If doing something like this interests you, please go the the AnySoldier website and spend some time reading the updates from overseas. You will quickly get a feel for the types of things that the troops are in need of... but beyond snack-food and hygiene supplies- what they need the most is the knowledge that they are loved, supported, remembered and appreciated by those of us at home. The postage on a letter or package is the same as sending a letter to the next town over. You can put your support on a bumper sticker... but you can also put it in a package and send it to them directly.

Monday, January 15, 2007

Flying Chance won his race last week by so far he looks like he is all alone in this racetrack finish line photo. We were invited up to the track by his owner to enjoy a pre-race barbecue and a night out at the track. Boy did this horse deliver! Afterwards we went down to get in the picture at the winner's circle- John and I are in the back row standing next to the guy with the beard.

Wednesday, January 10, 2007

I finished the socks last week with little to no fanfare. I’m really not happy with them. I guess the gauge is too loose because they are not warm and they feel rough to stand on, like net. I used size twos as suggested on the ball band- but I think from now on I am going to knit all my socks with incredibly tight gauge.

Beyond the breezy texture of the knitting, the pooling really threw me for a loop. I thought it was fun on the first sock and anticipated more of the same for the second sock. Unfortunately the second ball of yarn had a very different pattern randomly developing in the colored plies and the large sections of solid red simply weren’t there. The second sock did wind up with a pooled pattern but it was very subtle- there are bands of marled rows alternating with bands of solid color rows red and purple. Because I planned to wear these with clogs- I switched back to my remaining first ball for the heel and ankle to at least get a little cohesion- so this is the end result.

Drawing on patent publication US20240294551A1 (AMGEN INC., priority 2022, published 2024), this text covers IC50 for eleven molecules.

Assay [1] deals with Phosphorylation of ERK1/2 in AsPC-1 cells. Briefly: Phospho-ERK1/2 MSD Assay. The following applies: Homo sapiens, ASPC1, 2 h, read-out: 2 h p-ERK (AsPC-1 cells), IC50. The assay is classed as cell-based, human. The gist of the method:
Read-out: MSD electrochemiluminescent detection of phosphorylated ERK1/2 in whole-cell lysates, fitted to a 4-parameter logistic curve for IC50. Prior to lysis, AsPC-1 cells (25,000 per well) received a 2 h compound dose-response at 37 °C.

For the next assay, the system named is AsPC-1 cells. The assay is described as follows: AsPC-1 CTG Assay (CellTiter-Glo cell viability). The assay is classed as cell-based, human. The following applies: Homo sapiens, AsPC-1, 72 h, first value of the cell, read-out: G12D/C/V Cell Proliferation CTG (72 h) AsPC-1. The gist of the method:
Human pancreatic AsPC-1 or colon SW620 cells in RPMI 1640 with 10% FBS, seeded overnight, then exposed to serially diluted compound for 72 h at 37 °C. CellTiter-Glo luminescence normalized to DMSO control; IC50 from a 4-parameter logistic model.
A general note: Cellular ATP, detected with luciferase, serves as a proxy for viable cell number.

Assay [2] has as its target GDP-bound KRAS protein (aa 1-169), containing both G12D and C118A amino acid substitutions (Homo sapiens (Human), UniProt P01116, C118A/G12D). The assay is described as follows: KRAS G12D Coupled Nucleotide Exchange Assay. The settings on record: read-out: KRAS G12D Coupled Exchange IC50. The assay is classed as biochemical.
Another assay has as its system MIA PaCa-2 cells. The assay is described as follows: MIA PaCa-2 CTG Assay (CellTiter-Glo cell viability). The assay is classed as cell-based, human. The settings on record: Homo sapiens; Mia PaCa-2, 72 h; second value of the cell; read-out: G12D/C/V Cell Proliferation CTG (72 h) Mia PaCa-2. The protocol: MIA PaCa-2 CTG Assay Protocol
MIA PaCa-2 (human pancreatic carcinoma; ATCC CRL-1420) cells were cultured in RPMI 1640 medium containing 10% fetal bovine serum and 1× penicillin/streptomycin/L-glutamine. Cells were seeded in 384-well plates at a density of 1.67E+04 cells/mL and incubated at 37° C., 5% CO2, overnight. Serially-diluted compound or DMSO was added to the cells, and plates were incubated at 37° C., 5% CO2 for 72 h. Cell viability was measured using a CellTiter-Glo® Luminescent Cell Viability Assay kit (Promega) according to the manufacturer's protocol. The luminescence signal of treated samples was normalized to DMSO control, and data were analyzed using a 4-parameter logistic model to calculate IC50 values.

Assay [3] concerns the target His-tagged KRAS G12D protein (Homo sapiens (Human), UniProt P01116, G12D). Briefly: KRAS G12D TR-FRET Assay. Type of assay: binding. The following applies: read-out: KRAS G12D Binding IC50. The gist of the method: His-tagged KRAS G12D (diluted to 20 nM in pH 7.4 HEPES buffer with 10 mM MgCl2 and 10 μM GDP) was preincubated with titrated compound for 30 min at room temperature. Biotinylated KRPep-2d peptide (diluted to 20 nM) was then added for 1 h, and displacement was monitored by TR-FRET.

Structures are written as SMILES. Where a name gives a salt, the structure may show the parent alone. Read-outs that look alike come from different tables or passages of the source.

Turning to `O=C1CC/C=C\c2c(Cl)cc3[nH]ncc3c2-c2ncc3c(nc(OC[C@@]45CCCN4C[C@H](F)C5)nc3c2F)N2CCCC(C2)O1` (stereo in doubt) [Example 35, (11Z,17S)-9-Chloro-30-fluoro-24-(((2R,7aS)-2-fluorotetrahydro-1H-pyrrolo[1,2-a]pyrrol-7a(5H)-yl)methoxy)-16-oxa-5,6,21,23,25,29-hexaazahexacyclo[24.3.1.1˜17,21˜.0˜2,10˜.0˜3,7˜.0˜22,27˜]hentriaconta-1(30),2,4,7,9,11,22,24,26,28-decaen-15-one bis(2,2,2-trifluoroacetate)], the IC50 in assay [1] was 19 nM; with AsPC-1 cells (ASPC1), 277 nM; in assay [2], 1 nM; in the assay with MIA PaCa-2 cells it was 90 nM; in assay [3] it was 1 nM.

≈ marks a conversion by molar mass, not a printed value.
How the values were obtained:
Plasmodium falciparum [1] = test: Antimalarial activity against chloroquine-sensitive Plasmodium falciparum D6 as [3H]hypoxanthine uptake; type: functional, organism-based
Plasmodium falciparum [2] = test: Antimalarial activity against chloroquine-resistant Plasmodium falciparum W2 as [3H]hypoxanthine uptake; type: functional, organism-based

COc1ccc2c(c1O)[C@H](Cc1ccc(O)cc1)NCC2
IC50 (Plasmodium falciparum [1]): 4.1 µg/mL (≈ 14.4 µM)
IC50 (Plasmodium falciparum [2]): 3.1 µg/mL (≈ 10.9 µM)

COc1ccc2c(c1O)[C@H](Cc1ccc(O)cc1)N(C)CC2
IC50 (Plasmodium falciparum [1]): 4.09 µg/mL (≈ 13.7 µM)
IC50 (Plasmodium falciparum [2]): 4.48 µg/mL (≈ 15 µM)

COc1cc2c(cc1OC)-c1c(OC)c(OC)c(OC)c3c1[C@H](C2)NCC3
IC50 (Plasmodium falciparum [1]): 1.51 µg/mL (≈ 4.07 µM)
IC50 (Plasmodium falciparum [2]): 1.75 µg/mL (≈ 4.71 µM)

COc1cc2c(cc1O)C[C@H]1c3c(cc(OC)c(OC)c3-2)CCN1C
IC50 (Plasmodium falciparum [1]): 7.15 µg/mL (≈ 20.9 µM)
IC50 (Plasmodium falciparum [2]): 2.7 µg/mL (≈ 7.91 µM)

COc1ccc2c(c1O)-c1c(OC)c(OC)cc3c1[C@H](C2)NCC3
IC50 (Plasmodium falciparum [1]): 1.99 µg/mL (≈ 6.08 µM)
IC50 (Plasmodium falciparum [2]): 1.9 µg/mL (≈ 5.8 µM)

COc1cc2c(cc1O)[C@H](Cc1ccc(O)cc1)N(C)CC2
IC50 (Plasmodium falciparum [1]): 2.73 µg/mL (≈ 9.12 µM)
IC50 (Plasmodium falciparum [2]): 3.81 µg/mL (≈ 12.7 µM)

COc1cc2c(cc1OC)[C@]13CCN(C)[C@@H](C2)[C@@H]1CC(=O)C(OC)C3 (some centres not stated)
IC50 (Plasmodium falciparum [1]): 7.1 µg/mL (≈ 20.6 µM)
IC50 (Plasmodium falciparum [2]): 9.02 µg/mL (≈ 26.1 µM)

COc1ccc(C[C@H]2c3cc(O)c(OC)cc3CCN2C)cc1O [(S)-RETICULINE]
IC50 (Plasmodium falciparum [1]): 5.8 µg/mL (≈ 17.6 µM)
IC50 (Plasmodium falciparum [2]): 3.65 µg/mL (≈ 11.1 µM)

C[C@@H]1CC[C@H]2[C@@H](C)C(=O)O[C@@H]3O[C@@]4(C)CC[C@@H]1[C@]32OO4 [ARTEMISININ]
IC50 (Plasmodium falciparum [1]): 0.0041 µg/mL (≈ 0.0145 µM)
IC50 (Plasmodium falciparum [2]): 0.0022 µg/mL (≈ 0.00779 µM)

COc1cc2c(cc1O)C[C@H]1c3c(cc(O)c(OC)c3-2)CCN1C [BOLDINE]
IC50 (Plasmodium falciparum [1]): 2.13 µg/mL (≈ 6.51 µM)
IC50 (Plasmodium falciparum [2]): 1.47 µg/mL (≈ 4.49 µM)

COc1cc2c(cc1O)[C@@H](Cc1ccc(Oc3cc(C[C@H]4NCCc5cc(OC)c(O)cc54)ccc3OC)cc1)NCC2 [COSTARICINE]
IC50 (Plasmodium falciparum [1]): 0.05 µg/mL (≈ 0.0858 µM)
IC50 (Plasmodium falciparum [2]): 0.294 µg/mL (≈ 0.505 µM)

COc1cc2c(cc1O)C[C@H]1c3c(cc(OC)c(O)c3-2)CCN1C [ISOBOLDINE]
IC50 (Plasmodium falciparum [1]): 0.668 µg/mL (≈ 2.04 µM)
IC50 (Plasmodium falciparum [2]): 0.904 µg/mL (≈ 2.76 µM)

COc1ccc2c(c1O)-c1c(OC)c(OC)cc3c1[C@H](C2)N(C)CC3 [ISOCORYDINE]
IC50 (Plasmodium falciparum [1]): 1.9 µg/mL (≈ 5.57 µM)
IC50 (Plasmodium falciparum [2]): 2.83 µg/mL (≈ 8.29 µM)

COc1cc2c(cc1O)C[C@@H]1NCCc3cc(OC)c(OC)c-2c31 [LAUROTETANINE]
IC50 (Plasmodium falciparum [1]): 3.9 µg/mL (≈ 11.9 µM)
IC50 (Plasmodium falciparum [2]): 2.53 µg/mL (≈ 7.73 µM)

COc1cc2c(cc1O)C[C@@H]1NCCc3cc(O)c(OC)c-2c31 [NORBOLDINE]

As I lost enthusiasm for the socks I realized that this wonderful yarn had just been misapplied in the project and I decided to try it out on the Diamond Head hat pattern by David Xenakis from the “Knitter’s Dozen” hats book.

Sure enough the nature of the yarn really shines when knit into tiny facets of this diamond design. Can you believe this is the same yarn as the socks!?

It is a very fiddly project and there are so many ends to weave. As I worked on it I kept thinking that a person with forethought could avoid most of the end weaving if they began the project with seven bobbins of yarn and didn’t break the yarn at the tip of each diamond… well… next time, if there ever is a next time. This design seems more reasonable for crochet than knitting but I am enjoying it… let’s see if I can still say that after I weave in all the ends!
This pattern was written and charted for people who would turn the work- since no row was longer than 22 stitches I used an unconventional (although not unheard of) method of knitting without turning. I made two little videos to demonstrate.
In this video I knit short rows without turning the work over by alternating between knitting english and continental style with the yarn always held in my right hand.
In this video I knit in the continental style without turning, this time I change yarn hands when I change directions.